Now, the official 9.1 percent unemployment rate is divorced from reality because many of those displaced from work are uncounted because they stopped searching employment out of discouragement, accepted part-time jobs or hold positions for which they are over-qualified.
Home ownership in the United States increased from 62.1 percent in 1960 to 67.8 in 2001, then by 2011 declined to 65.9, essentially giving up all the gains made since 1997. The total percentage of loans in the foreclosure process at year-end, not seasonally adjusted, quadrupled from an average of one percent each year from 1990 to 2001 to 4.6 percent in 2009 and that figure is still increasing.
In addition to those in the process of foreclosure, the number of loans delinquent 30 days or more was 9.3 percent of all mortgages in 2009, up from the pre-9-11 average of about 4 percent.
The chance that a person with average demographic characteristics will experience an income decline of 50 percent or greater over a two-year period has risen from 3-4 percent in the early 1970s to nearly 10 percent in 2004. As many as 20 percent will see their income cut in half this year.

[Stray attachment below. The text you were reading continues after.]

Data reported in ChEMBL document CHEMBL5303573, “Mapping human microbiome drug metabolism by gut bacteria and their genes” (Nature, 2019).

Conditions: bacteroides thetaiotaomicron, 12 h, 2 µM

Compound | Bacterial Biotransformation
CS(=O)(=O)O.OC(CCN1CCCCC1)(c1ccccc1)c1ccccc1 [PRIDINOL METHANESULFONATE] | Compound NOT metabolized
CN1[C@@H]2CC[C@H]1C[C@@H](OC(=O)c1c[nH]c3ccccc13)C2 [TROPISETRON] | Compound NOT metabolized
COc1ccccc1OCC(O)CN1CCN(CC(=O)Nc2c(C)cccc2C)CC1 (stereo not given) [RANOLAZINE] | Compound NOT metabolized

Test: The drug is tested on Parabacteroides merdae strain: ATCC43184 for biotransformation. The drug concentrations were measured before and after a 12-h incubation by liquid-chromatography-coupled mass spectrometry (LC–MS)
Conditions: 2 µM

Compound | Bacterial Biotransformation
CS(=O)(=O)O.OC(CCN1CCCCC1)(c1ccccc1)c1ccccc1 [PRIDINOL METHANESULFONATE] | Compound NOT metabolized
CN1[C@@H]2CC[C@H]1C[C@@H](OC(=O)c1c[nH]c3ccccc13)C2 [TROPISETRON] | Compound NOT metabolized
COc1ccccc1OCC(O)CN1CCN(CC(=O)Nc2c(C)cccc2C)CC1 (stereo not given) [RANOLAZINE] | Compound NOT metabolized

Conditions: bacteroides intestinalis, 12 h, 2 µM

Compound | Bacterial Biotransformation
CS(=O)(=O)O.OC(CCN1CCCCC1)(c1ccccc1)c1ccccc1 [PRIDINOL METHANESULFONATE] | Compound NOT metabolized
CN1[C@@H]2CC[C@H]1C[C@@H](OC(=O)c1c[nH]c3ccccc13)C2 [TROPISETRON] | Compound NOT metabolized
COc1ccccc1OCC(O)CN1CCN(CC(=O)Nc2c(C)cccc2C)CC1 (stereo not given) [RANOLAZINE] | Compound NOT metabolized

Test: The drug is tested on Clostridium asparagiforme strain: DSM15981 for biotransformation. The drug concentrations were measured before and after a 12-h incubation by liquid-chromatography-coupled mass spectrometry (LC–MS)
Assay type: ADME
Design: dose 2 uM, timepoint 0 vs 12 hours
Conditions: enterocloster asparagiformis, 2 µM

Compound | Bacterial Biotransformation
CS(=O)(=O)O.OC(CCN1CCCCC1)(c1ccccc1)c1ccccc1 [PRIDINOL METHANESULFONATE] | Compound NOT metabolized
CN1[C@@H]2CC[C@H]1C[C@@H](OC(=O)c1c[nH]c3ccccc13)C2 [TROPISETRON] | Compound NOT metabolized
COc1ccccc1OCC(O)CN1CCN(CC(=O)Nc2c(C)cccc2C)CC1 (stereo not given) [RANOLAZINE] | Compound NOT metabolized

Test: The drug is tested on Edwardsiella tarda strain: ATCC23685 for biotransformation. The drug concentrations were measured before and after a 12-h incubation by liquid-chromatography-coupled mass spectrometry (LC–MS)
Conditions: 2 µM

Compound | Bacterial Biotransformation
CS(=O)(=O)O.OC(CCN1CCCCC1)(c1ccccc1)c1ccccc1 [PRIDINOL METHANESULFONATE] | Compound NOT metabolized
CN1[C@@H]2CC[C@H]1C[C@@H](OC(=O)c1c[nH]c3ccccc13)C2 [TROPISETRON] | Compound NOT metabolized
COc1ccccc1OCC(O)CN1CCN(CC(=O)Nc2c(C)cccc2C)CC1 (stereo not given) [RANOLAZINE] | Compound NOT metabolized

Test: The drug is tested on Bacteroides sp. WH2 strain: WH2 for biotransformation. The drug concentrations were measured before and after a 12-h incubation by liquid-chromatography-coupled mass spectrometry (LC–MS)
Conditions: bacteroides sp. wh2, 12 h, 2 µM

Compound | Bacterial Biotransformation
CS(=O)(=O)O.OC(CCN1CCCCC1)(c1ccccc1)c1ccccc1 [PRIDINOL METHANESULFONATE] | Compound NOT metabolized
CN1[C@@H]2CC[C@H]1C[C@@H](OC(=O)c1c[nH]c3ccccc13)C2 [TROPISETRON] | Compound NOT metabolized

The shift away from traditional employer-provided pension plans, to a new retirement model known as defined contribution plans, places the responsibility for saving and investing entirely on the shoulders of the individual worker. Social Security payments have not increased in two years.
American peace, prosperity, and principles have been lost because of 19 men armed with razor blades and only a few other things have changed. The nation is politically divided, corporations have greater freedom to exploit people and there is a growing sense that we are helpless in America.
Our history of success in the face of adversity, reverence for democratic ideals and adherence to practical common sense would suggest we are better than this. Recent evidence, however, shows we are not.